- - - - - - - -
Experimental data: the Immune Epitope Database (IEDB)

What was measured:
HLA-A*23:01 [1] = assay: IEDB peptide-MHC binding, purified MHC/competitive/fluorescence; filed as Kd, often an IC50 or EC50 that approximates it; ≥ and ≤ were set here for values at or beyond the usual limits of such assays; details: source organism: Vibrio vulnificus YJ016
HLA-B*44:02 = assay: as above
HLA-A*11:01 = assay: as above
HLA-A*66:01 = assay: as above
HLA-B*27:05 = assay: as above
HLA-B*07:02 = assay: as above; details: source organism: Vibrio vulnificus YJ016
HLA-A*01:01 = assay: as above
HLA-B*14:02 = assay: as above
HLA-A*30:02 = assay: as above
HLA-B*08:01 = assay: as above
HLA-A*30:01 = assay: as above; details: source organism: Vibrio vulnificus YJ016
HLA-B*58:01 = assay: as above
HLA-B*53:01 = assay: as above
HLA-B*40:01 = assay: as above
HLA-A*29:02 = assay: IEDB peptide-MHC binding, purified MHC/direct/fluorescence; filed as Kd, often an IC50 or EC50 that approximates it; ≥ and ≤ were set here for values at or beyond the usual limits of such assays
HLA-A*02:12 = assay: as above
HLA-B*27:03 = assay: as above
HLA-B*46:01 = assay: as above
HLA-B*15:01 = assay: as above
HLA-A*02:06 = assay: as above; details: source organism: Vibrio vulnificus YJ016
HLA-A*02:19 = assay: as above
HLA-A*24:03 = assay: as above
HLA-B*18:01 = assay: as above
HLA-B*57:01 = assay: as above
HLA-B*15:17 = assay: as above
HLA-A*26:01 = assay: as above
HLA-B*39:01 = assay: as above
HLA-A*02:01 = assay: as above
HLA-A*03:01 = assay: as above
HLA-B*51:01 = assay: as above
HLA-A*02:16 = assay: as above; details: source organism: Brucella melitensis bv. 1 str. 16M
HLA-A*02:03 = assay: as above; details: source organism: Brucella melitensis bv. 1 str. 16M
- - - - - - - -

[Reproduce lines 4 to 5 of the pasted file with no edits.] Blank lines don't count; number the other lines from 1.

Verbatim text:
HLA-B*44:02 = assay: as above
HLA-A*11:01 = assay: as above